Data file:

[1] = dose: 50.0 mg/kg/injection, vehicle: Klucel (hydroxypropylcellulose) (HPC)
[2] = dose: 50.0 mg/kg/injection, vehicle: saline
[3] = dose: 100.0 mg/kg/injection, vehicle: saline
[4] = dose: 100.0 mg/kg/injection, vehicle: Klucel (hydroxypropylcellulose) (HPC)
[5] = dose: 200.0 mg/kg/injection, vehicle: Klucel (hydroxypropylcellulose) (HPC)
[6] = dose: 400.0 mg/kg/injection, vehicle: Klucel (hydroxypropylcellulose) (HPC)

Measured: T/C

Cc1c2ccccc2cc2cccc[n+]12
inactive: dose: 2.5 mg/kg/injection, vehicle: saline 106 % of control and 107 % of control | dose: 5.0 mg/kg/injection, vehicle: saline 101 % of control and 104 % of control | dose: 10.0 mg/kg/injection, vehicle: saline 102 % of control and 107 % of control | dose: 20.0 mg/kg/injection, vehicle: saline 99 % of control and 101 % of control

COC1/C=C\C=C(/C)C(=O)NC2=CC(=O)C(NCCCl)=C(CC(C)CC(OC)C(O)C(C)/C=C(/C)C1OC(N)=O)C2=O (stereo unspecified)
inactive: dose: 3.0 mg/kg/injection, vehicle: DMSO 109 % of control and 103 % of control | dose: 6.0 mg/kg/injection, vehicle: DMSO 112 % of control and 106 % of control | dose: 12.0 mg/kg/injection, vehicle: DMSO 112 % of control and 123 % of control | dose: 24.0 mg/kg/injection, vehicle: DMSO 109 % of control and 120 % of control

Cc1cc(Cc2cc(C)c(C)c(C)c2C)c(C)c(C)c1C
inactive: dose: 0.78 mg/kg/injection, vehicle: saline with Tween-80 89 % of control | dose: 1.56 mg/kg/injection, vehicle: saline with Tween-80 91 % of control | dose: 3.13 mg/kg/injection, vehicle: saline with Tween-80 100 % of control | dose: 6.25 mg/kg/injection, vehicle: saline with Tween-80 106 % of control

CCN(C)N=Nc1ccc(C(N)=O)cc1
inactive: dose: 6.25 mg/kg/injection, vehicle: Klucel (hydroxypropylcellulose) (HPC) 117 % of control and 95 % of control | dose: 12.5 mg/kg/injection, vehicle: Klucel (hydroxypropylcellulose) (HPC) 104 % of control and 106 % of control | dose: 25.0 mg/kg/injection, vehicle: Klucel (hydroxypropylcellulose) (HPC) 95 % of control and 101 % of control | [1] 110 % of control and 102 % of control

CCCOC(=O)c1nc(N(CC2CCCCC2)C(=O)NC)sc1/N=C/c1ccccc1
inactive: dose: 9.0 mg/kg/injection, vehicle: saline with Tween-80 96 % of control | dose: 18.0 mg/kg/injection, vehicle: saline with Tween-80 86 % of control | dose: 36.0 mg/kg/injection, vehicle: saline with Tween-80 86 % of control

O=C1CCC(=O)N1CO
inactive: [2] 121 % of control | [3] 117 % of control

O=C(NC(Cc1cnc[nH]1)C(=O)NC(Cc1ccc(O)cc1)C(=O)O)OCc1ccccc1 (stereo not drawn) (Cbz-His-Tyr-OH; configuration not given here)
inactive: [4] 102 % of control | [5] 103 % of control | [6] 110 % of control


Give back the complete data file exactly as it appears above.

[1] = dose: 50.0 mg/kg/injection, vehicle: Klucel (hydroxypropylcellulose) (HPC)
[2] = dose: 50.0 mg/kg/injection, vehicle: saline
[3] = dose: 100.0 mg/kg/injection, vehicle: saline
[4] = dose: 100.0 mg/kg/injection, vehicle: Klucel (hydroxypropylcellulose) (HPC)
[5] = dose: 200.0 mg/kg/injection, vehicle: Klucel (hydroxypropylcellulose) (HPC)
[6] = dose: 400.0 mg/kg/injection, vehicle: Klucel (hydroxypropylcellulose) (HPC)

Measured: T/C

Cc1c2ccccc2cc2cccc[n+]12
inactive: dose: 2.5 mg/kg/injection, vehicle: saline 106 % of control and 107 % of control | dose: 5.0 mg/kg/injection, vehicle: saline 101 % of control and 104 % of control | dose: 10.0 mg/kg/injection, vehicle: saline 102 % of control and 107 % of control | dose: 20.0 mg/kg/injection, vehicle: saline 99 % of control and 101 % of control

COC1/C=C\C=C(/C)C(=O)NC2=CC(=O)C(NCCCl)=C(CC(C)CC(OC)C(O)C(C)/C=C(/C)C1OC(N)=O)C2=O (stereo unspecified)
inactive: dose: 3.0 mg/kg/injection, vehicle: DMSO 109 % of control and 103 % of control | dose: 6.0 mg/kg/injection, vehicle: DMSO 112 % of control and 106 % of control | dose: 12.0 mg/kg/injection, vehicle: DMSO 112 % of control and 123 % of control | dose: 24.0 mg/kg/injection, vehicle: DMSO 109 % of control and 120 % of control

Cc1cc(Cc2cc(C)c(C)c(C)c2C)c(C)c(C)c1C
inactive: dose: 0.78 mg/kg/injection, vehicle: saline with Tween-80 89 % of control | dose: 1.56 mg/kg/injection, vehicle: saline with Tween-80 91 % of control | dose: 3.13 mg/kg/injection, vehicle: saline with Tween-80 100 % of control | dose: 6.25 mg/kg/injection, vehicle: saline with Tween-80 106 % of control

CCN(C)N=Nc1ccc(C(N)=O)cc1
inactive: dose: 6.25 mg/kg/injection, vehicle: Klucel (hydroxypropylcellulose) (HPC) 117 % of control and 95 % of control | dose: 12.5 mg/kg/injection, vehicle: Klucel (hydroxypropylcellulose) (HPC) 104 % of control and 106 % of control | dose: 25.0 mg/kg/injection, vehicle: Klucel (hydroxypropylcellulose) (HPC) 95 % of control and 101 % of control | [1] 110 % of control and 102 % of control

CCCOC(=O)c1nc(N(CC2CCCCC2)C(=O)NC)sc1/N=C/c1ccccc1
inactive: dose: 9.0 mg/kg/injection, vehicle: saline with Tween-80 96 % of control | dose: 18.0 mg/kg/injection, vehicle: saline with Tween-80 86 % of control | dose: 36.0 mg/kg/injection, vehicle: saline with Tween-80 86 % of control

O=C1CCC(=O)N1CO
inactive: [2] 121 % of control | [3] 117 % of control

O=C(NC(Cc1cnc[nH]1)C(=O)NC(Cc1ccc(O)cc1)C(=O)O)OCc1ccccc1 (stereo not drawn) (Cbz-His-Tyr-OH; configuration not given here)
inactive: [4] 102 % of control | [5] 103 % of control | [6] 110 % of control